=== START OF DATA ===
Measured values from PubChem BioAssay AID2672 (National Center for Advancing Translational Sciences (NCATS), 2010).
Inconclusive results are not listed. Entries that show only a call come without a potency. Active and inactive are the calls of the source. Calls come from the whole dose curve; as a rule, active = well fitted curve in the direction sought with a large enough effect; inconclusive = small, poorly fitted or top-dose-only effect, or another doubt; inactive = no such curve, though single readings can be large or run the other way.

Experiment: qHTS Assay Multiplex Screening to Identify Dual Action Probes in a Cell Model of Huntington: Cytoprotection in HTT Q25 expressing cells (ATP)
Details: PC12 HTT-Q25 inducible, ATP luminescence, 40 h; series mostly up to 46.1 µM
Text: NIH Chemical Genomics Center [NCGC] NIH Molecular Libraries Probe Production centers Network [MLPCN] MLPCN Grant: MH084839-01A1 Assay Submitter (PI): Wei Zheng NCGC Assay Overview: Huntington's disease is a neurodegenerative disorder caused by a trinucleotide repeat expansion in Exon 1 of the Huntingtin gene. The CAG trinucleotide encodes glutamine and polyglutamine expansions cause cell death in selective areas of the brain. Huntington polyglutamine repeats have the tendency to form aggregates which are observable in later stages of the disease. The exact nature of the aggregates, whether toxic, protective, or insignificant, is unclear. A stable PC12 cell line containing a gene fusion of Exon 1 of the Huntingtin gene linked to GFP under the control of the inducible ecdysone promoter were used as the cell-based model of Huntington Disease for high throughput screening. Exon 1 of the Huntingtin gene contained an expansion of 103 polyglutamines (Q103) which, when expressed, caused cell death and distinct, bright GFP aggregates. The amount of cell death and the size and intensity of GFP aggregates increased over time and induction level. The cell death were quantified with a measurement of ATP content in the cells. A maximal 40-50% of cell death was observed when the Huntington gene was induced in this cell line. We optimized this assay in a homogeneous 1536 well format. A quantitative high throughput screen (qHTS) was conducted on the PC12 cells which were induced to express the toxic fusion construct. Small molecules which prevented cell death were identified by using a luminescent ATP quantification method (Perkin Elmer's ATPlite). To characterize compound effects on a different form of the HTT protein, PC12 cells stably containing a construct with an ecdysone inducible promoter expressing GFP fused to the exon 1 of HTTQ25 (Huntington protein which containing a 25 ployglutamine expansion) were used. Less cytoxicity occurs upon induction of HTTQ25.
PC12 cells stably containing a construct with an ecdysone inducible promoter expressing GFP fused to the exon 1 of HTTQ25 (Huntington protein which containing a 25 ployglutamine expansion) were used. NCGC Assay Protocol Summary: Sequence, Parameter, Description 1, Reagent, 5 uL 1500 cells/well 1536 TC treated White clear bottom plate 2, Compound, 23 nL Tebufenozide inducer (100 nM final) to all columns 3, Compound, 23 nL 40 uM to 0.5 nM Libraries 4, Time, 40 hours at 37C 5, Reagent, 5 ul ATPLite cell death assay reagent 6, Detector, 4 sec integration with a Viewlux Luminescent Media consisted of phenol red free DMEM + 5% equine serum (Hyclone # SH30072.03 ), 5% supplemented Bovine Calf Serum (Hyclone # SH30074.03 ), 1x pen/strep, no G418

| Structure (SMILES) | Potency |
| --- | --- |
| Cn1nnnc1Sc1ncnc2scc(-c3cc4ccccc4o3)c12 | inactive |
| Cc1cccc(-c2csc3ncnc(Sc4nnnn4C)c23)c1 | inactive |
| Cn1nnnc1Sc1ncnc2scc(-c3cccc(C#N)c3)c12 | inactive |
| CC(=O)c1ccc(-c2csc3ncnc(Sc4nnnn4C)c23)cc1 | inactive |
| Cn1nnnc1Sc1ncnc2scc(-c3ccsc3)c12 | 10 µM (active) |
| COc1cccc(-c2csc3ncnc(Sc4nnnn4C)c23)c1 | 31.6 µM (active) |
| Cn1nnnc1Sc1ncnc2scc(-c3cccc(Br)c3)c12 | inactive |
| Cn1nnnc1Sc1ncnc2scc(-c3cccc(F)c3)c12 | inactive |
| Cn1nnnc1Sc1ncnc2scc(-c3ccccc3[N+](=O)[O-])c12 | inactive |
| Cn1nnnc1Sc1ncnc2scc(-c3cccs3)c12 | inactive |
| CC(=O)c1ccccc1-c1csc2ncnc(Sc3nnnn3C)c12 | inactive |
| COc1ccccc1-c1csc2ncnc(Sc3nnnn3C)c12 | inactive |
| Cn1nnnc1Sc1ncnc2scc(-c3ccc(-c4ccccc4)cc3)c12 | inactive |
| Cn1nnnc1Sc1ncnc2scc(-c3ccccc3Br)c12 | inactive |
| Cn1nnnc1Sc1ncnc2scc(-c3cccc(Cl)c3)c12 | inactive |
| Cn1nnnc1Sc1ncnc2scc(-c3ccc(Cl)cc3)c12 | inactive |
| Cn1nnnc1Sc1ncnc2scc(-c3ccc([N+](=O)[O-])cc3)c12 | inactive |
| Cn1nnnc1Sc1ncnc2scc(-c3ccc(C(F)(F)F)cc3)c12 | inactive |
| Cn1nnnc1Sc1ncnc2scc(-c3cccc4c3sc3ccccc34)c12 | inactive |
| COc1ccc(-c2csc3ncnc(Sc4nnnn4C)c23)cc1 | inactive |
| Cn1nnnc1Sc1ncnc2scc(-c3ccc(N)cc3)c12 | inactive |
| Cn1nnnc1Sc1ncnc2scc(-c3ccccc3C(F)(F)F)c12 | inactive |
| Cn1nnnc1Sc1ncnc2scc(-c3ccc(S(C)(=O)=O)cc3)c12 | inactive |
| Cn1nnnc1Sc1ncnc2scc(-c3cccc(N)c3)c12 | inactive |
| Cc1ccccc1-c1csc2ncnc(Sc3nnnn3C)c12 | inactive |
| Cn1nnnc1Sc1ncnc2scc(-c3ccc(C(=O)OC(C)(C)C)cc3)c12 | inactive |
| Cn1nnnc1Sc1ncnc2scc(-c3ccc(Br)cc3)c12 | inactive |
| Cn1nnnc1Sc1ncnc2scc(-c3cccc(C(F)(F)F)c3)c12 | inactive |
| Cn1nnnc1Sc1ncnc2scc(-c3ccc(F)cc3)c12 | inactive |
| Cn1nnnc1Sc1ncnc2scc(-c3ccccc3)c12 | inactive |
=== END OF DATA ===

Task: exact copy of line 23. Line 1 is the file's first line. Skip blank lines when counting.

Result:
| Cn1nnnc1Sc1ncnc2scc(-c3cccc(Cl)c3)c12 | inactive |